Screaming Child in a Restaurant: Who's Fault Is It?
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Screaming Child in a Restaurant: Who's Fault Is It?

We've all been there before. You're eating out at a restaurant and enjoying your meal when you hear it: the sound of a screaming child.

Screaming Child in a Restaurant: Who's Fault Is It?

Maybe you were a part of the group with the crying-out toddler, or perhaps you were that crying-out toddler. No matter which part of the restaurant you're dining at, is it just "so-darn cute" or just "annoying AF" when you see that child running a marathon all over the restaurant?

I'm a server myself, and yesterday morning exactly that happened. Child screamed, and the parent got some not-so-nice looks from others. Unfortunately, the parent decided to cause a scary scene and cuss at the top of their lungs, "are you f'ing looking at my kid?! He's just trying to have some f'ing fun!" … except he didn't say "f'ing", and I was definitely scared my little 5'0 self was going to have to intervene.

So, is a "just having some fun" child adorable or an absolutely not? Is it okay for a child to run wild and scream to the moon in a restaurant?

Let me start by saying: nah… hell nah.

But, who's fault is it? Is it the child's? Is it the parent's? Or is it everyone around them in the restaurant? I can already hear a tired mom's thought: people eating-out should realize that children might be there, so they'll just have to deal with it.


According to Thrillist's The 19 Unwritten Restaurant Rules You're Probably Breaking, if your kids are distracting other tables, you're a problem. If a parent does not swoop up precious little Sally in the first 30 seconds of her tantrum, Sally is now everyone else's problem. If Sally is too young or has not mastered the "dining-out" skill yet, then maybe it's best you find a baby-sitter next time you plan your next restaurant experience.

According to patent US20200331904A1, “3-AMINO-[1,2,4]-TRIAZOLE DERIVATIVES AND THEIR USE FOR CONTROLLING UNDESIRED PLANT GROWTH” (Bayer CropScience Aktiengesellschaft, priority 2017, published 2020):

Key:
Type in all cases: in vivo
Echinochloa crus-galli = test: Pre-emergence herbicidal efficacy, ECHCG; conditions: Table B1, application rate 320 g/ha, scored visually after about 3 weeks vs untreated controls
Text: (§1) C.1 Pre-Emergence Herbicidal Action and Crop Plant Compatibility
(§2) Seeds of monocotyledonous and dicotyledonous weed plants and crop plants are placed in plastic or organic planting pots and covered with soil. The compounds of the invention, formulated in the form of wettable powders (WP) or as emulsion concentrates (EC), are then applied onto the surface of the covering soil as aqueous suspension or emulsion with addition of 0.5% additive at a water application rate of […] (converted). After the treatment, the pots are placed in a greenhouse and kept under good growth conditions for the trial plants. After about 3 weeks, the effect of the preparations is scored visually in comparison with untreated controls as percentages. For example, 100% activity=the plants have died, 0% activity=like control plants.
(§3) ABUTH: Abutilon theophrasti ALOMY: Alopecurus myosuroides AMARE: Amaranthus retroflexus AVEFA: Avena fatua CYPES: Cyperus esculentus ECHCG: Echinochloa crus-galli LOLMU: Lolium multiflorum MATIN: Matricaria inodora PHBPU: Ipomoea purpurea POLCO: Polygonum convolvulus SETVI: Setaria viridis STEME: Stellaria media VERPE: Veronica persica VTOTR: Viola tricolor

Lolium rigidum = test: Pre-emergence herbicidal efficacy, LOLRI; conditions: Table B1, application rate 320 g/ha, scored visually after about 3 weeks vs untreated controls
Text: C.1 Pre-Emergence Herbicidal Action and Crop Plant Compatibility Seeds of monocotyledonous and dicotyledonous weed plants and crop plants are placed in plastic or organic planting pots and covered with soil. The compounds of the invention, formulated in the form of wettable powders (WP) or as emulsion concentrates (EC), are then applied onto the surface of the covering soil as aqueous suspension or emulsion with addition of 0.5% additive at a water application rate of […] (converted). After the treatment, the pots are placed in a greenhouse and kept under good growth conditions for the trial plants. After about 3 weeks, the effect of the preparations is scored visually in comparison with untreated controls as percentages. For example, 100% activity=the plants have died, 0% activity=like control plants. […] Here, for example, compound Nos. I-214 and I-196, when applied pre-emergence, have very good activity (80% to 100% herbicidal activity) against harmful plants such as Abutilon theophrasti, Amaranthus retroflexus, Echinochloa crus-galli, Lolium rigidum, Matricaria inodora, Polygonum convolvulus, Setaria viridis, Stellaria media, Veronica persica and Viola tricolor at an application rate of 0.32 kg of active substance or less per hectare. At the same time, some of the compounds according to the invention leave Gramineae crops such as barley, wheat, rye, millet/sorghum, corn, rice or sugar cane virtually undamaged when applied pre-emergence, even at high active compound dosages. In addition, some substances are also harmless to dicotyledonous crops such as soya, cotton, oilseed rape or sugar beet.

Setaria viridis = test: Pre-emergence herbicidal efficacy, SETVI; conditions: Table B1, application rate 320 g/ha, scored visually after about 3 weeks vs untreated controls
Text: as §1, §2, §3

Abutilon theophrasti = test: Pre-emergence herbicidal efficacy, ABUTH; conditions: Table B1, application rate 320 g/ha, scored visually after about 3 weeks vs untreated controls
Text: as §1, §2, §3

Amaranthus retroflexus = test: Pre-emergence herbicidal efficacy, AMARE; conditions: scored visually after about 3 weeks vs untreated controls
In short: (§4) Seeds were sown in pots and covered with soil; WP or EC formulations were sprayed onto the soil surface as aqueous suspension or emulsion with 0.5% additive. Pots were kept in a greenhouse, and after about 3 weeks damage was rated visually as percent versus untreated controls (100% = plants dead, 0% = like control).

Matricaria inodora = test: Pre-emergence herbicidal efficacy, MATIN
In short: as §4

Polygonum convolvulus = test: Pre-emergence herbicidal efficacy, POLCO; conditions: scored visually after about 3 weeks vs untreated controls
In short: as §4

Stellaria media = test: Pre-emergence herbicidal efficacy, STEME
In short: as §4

Not only is it distracting for others in the restaurant, but it's extremely dangerous for the child and servers. I wish I had enough fingers to count the times I've been walking with hot plates in my hands, when out from a corner comes a sprinting pudgy faced five-year-old. Luckily being 5'0 and close to the ground, I typically have enough time to spot the child and brake before possibly running into the child and spilling hot food.

However, every time I find myself stopped-short in front of a running child, I notice their parent either acknowledging how "cute" their baby looks from across the dining room, or a parent completely oblivious to the location of their dashing little darling. Did I mention I'm still handling the hot plates?

But, wait! I know what you're thinking: kids will be kids, right? …how charming and innocent of you.

I have been serving for a little over a year and can promise you that while I've seen the upsetting and disrupting children, I've also seen the most respectful and well-behaved children.

But, how? I'll be the first to admit- I'm not a mother but after a simple google search, I've found the best way to handle your little one is to prep them for the restaurant experience. Make it clear to them before you leave the house where they are going, how they should act, and the consequences or reward they will earn if they follow what is expected.

If you seem to think you and your child cannot learn to live with proper dining etiquette (and I really don't care how "fancy" the restaurant is), do everyone a favor and stay home. Before you know it, Sally will be older, actually enjoy, and be more than adequate to join your Sunday Mommy's Brunch… and I promise you- you'll enjoy it, too.

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This article has not been reviewed by Odyssey HQ and solely reflects the ideas and opinions of the creator.

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